The UK's medicines regulator on Thursday approved a new antibody treatment against COVID-19, which it believes will also be effective against new variants such as Omicron.
The medicines and healthcare products regulatory agency said Xevudy or Sotrovimab is for people with mild to moderate COVID-19 who are at high risk of developing severe disease.
Developed by GSK and Vir Biotechnology, Sotrovimab is a single monoclonal antibody and the drug works by binding to the spike protein on the outside of the COVID-19 virus.
This in turn prevents the virus from attaching to and entering human cells, so that it cannot replicate in the body.
“I am pleased to say that we now have another safe and effective COVID-19 treatment, Xevudy (Sotrovimab), for those at risk of developing severe illness,” said Dr June Raine, MHRA chief executive.
“This is yet another therapeutic that has been shown to be effective at protecting those most vulnerable to COVID-19, and signals another significant step forward in our fight against this devastating disease. With no compromises on quality, safety and effectiveness, the public can trust that the MHRA have conducted a robust and thorough assessment of all the available data,” she said.
Sotrovimab is administered by intravenous infusion over 30 minutes and is approved for individuals aged 12 and above who weigh more than 40 kg.
The MHRA said 'it is too early to know' whether the Omicron variant has any impact on Sotrovimab's effectiveness, but they plan to work with the manufacturers to establish this.
But based on preliminary lab studies, researchers say the drug targets a part of the spike protein of the virus that has not yet undergone big changes or mutations, meaning it should work well against all variants.
In a clinical trial, a single dose of the monoclonal antibody was found to reduce the risk of hospitalisation and death by 79 per cent in high-risk adults with symptomatic COVID-19 infection.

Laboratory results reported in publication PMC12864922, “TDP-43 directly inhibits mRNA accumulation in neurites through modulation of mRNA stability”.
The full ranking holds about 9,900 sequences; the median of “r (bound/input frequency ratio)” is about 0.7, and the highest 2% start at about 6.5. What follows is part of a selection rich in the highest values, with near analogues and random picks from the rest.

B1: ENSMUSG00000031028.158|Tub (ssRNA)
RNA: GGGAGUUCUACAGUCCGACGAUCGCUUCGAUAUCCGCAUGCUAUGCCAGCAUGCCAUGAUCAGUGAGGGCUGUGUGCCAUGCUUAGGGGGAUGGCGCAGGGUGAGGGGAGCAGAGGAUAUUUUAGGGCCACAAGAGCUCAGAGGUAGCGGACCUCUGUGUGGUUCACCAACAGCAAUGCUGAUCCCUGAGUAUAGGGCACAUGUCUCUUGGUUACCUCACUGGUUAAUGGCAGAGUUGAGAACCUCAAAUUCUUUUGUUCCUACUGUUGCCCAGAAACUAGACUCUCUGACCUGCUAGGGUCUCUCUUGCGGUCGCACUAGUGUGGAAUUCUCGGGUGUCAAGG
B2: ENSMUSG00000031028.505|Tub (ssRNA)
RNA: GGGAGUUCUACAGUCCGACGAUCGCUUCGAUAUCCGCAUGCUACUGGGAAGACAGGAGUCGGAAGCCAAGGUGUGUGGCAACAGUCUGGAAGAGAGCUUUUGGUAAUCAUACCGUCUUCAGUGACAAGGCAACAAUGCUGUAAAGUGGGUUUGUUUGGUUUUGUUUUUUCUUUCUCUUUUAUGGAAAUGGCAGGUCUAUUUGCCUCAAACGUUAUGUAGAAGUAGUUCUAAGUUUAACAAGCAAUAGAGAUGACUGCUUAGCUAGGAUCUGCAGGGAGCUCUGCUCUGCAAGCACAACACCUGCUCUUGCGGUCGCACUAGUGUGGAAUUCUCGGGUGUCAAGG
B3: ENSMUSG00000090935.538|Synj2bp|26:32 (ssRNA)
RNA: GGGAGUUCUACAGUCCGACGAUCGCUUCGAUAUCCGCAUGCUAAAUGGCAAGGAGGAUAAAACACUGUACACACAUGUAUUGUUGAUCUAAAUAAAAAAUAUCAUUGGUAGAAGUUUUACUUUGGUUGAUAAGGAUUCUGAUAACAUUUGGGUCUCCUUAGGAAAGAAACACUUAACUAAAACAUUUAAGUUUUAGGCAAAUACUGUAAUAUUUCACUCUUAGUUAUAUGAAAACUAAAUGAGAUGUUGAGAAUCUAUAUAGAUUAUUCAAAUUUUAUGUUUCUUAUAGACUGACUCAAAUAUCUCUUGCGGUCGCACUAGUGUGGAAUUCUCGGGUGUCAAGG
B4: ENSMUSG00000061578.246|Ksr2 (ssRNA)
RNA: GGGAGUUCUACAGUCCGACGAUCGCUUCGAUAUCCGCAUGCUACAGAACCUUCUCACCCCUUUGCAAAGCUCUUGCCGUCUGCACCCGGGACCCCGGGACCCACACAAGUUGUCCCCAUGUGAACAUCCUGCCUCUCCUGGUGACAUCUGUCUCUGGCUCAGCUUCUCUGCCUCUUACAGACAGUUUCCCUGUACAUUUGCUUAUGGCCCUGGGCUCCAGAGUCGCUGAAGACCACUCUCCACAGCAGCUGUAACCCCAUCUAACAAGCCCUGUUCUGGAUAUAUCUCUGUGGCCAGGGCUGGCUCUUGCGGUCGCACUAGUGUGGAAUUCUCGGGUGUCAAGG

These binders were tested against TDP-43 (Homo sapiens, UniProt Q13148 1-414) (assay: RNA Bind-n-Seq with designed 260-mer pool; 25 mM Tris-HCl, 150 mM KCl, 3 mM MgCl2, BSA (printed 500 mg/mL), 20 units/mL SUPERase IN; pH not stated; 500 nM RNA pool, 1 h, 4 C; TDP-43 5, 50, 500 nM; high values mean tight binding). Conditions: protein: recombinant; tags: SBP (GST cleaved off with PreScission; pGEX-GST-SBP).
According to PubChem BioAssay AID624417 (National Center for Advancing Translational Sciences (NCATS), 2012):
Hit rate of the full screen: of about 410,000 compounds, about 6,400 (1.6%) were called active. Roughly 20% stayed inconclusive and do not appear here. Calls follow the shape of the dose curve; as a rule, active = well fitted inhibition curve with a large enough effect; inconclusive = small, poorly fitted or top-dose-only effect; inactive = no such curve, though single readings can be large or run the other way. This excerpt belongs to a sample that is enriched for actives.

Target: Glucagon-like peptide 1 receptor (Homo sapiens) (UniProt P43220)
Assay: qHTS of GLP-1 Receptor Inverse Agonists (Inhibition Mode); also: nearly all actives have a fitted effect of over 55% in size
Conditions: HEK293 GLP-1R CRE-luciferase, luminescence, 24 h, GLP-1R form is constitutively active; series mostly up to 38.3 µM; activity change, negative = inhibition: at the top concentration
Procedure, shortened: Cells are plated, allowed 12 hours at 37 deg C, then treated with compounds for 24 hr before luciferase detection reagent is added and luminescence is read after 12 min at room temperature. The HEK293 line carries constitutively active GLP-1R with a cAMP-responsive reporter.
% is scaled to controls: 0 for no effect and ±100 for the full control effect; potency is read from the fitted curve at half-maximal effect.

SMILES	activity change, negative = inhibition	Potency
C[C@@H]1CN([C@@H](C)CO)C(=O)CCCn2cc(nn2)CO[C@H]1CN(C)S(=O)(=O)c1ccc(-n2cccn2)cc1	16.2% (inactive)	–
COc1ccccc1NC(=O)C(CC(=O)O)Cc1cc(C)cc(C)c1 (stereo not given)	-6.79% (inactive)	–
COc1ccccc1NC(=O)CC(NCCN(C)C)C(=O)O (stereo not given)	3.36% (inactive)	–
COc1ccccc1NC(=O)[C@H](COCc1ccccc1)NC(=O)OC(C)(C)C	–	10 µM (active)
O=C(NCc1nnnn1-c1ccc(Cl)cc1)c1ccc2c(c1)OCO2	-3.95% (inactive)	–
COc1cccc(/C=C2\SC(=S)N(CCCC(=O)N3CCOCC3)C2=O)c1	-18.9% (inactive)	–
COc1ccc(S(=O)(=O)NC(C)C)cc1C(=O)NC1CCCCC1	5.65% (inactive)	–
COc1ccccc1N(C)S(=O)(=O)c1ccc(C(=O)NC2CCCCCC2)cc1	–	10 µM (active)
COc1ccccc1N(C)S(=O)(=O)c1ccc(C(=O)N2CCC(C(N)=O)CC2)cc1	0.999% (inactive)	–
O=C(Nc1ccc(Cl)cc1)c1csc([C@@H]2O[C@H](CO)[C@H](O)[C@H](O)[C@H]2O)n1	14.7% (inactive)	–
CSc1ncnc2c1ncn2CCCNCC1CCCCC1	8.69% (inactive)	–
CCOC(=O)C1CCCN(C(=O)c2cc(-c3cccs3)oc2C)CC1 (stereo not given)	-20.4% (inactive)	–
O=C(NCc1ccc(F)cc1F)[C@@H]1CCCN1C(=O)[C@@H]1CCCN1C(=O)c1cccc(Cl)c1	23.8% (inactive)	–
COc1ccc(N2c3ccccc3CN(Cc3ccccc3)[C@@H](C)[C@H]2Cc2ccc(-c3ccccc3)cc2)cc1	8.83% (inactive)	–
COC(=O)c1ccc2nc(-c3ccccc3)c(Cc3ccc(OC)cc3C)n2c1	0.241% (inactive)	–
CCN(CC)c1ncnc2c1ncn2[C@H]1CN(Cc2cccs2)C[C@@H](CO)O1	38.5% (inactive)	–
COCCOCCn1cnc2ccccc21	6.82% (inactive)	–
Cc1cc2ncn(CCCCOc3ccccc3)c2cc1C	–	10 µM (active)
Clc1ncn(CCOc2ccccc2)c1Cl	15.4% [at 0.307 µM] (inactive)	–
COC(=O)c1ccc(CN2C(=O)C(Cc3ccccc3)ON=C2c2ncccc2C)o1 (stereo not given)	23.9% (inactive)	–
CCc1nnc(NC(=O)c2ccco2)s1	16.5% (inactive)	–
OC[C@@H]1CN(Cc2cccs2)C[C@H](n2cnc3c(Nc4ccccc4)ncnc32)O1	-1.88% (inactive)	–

Based on the clinical trial data, Sotrovimab is most effective when taken during the early stages of infection and so the MHRA recommends its use as soon as possible and within five days of symptom onset.
“When administered in the early stages of infection, Sotrovimab was found to be effective at reducing the risk of hospitalisation and death in high-risk individuals with symptomatic COVID-19. Based on the data reviewed by the Commission and its expert group, it is clear Sotrovimab is another safe and effective treatment to help us in our fight against COVID-19,” said Professor Sir Munir Pirmohamed, chair of the UK's commission on human medicines.
Like Molnupiravir, which is an antiviral pill treatment in use, the new therapy has been authorised for use in people who have mild to moderate COVID-19 infection and at least one risk factor for developing severe illness. Such risk factors include obesity, older age groups of 60 and above, diabetes mellitus, or heart disease.
The MHRA reiterated that Sotrovimab is not intended to be used as a substitute for vaccination against COVID-19.
Following the approval, the UK's National Health Service will confirm how this COVID-19 treatment will be deployed to patients.